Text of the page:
Understanding Freight Costs when Shipping Walk-In Coolers and Freezers

With the tightening of truck capacity over the last year, freight rates have followed suit and you have probably seen this in the increased cost of shipping walk-in coolers and freezers. Depending on where you are located the cost of the shipment will vary. It is more expensive to ship to certain areas of the country due to reload availability (how far the truck may need to travel to get another shipment), gas and toll prices, and traffic/difficulty of travel (big cities with heavy traffic and narrow roads make for very difficult). This is also true for the shipment origin as well. For example, it is less expensive to ship out of the Fort Worth, TX facility compared to our Piney Flats, TN facility. This is due to the supply and demand in the areas. The rates KPS Global® is currently seeing in our markets for shipment of our customers walk-in coolers and freezers vary depending on the pickup and delivery locations. Rates have continued to rise with the increase of capacity but have not ticked down with the decrease in capacity.

Lack of Available Drivers Creating Capacity Constraints
According to the American Trucking Associations (ATA), the struggle to recruit new drivers and keep existing drivers is very real. Carriers are raising driver sign-on bonuses, increasing pay, and providing financial support for potential drivers to attend school, but they are still struggling to increase their driver pool to support the growing demand. The first quarter reported a 6% increase to 94% for the annualized turnover rate for larger full truckload carriers of fleets with more than $30 million in annual revenue. This marks a 20% annual increase. Smaller truckload carriers dropped 7% to 73%, but this is still a 7% annual increase. With unemployment below 4%, this points to drivers finding jobs in other fields paying more and getting them home every night.

Load-to-truck ratios represent the number of loads posted for every truck posted on DAT Load Boards. DAT means Delivered at Terminal. DAT Trendlines is an online database for freight and truckload trends including capacity and rates. The load-to-truck ratio is a sensitive, real-time indicator of the balance between spot market demand and capacity. Changes in the ratio often signal impending changes in rates.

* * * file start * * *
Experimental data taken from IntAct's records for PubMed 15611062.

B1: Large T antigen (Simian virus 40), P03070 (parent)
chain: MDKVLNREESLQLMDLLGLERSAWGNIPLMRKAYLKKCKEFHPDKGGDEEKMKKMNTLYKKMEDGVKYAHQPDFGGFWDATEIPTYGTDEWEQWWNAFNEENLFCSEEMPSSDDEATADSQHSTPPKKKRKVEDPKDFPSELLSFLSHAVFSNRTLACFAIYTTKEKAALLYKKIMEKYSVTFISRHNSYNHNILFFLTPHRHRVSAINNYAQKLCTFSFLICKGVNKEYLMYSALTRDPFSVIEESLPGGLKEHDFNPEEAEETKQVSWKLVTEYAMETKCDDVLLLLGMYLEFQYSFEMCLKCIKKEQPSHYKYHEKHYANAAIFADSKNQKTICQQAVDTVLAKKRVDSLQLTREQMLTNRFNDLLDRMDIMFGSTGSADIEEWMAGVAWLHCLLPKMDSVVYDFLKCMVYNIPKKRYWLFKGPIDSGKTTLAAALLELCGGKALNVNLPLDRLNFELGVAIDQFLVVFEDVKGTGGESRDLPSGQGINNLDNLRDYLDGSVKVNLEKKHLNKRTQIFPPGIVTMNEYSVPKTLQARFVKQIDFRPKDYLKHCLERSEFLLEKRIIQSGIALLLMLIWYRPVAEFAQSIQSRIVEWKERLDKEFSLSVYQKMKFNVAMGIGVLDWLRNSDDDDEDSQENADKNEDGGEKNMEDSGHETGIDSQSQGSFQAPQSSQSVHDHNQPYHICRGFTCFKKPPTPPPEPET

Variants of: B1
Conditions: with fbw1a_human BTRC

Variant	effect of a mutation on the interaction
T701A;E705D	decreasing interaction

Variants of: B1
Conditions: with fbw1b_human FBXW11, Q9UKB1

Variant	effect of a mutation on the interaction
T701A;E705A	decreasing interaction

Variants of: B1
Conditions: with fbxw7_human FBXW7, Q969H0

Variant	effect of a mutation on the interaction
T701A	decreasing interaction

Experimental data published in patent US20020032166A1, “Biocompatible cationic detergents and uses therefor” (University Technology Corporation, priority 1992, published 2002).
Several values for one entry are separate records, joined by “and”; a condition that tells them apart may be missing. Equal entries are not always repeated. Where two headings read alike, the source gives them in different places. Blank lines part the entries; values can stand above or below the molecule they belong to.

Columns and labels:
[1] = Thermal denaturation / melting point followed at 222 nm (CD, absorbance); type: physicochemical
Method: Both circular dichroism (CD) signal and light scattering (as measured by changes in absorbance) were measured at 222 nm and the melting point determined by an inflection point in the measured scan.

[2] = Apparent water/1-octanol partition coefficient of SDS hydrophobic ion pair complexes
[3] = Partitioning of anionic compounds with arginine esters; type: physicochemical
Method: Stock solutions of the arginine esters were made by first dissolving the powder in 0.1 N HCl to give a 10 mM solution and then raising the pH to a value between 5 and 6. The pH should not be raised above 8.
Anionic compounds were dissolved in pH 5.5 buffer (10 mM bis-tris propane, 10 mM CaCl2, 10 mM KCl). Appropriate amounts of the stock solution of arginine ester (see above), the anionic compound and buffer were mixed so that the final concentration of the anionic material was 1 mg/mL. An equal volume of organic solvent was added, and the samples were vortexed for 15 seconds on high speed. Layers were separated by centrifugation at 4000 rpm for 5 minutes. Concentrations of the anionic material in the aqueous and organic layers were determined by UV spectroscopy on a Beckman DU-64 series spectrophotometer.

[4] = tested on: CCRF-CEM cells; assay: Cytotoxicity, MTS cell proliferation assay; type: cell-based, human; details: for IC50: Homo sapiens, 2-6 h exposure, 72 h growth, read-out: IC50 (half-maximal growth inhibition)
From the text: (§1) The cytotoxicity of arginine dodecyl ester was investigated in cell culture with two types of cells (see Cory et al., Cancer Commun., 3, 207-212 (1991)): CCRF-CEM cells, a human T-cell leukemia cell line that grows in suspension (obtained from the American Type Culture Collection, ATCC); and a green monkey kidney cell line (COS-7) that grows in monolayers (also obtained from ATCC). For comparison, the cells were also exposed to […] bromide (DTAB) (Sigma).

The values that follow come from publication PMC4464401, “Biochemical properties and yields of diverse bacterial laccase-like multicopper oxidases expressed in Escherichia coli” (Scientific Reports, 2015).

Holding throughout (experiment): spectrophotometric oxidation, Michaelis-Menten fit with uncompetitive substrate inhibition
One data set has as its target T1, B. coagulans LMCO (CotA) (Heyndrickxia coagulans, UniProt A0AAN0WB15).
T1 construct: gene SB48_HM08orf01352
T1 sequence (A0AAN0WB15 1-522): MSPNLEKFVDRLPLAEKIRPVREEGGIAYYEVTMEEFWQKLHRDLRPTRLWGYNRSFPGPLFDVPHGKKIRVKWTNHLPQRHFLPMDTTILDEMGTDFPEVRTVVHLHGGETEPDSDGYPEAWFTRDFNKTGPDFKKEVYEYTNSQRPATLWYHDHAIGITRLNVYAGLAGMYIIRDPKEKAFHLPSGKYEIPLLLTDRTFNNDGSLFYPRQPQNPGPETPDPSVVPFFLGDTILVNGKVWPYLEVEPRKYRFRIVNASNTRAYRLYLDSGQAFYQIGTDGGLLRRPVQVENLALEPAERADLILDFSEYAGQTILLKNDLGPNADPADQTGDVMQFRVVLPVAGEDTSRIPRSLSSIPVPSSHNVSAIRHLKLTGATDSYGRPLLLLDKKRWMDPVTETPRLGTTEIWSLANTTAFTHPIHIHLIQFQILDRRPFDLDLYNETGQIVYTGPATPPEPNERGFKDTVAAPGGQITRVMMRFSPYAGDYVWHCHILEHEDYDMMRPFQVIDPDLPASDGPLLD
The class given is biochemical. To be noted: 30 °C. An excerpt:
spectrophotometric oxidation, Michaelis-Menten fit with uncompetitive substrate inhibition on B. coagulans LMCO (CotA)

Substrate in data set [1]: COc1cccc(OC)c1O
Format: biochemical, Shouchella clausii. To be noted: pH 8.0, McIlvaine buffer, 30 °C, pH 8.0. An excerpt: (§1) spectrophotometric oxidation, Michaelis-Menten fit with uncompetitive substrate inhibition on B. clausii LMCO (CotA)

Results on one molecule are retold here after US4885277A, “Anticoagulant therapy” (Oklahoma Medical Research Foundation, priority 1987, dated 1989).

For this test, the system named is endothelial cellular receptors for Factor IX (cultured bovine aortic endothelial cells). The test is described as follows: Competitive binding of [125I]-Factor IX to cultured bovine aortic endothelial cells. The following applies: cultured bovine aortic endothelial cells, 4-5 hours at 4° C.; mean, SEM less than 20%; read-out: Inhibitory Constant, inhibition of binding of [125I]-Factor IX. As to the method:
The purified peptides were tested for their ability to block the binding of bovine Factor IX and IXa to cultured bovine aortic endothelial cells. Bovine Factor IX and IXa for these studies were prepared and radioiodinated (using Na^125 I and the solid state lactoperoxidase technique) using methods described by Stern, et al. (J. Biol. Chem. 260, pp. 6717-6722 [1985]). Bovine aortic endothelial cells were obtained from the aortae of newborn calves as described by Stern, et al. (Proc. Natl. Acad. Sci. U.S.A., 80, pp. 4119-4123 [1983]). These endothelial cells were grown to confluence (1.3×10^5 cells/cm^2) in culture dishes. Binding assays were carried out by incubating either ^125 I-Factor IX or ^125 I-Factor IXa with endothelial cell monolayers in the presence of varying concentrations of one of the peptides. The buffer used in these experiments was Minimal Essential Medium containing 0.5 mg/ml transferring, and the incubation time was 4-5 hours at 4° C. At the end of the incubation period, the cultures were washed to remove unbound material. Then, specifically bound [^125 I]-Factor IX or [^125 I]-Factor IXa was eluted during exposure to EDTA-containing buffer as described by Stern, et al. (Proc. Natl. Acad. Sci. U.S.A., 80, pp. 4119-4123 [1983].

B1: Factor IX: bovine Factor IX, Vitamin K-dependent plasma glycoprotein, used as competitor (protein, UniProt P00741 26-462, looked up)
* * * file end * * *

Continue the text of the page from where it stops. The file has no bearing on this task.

Graph showing flatbed truck rations over time

The ratio is an overall national average.  The ratio will be higher in areas like Piney Flats, TN (smaller city / towns) were there is a higher demand over supply compared to places like Fort Worth, TX (larger city / metropolis).  Also, there is seasonal freight across the country that will pull a lot of the supply and drive the demand up.  Seasonal freight traditionally will drive prices up as well.  Examples of Seasonal freight around our facilities include produce, trees & shrubs, among other products.  Along with Seasonal freight, there is also government aid freight/rebuilding (freight to support areas hit by hurricanes and/or national disasters).  This will pull supply and drive up prices.

KPS Global has seen a decrease in the load to truck ratio over the past two months, but this is still the national average.  The Piney Flats, TN location still has a high ratio staying at 100+ to 1 on average.

Graph showing national rates for flatbeds

KPS Global is cognizant of delivery location when evaluating which manufacturing plant to produce walk-in coolers and freezers for our customers to minimize freight.  Contact KPS Globalnow to leverage manufacturing walk-in coolers and freezers from multiple plants across the country.

Read more at kpsglobal.com

Sources:

https://www.logisticsmgmt.com/

https://www.freightwaves.com/news/2018/4/2/2018-is-the-year-of-the-trucking-capacity-crunch

https://www.forbes.com/sites/theyec/2018/02/08/the-four-biggest-freight-transportation-trends-to-watch-for-in-2018/#3e0c2031f16a

https://www.businessinsider.com/trucking-industry-capacity-crisis-just-part-of-the-business-cycle-2018-7

https://www.fleetowner.com/economics/spot-market-remains-hot-more-freight-capacity

https://www.forbes.com/sites/stevebanker/2018/04/30/addressing-the-driver-shortage-by-paying-drivers-for-all-the-work-they-do/#2595ce431f07

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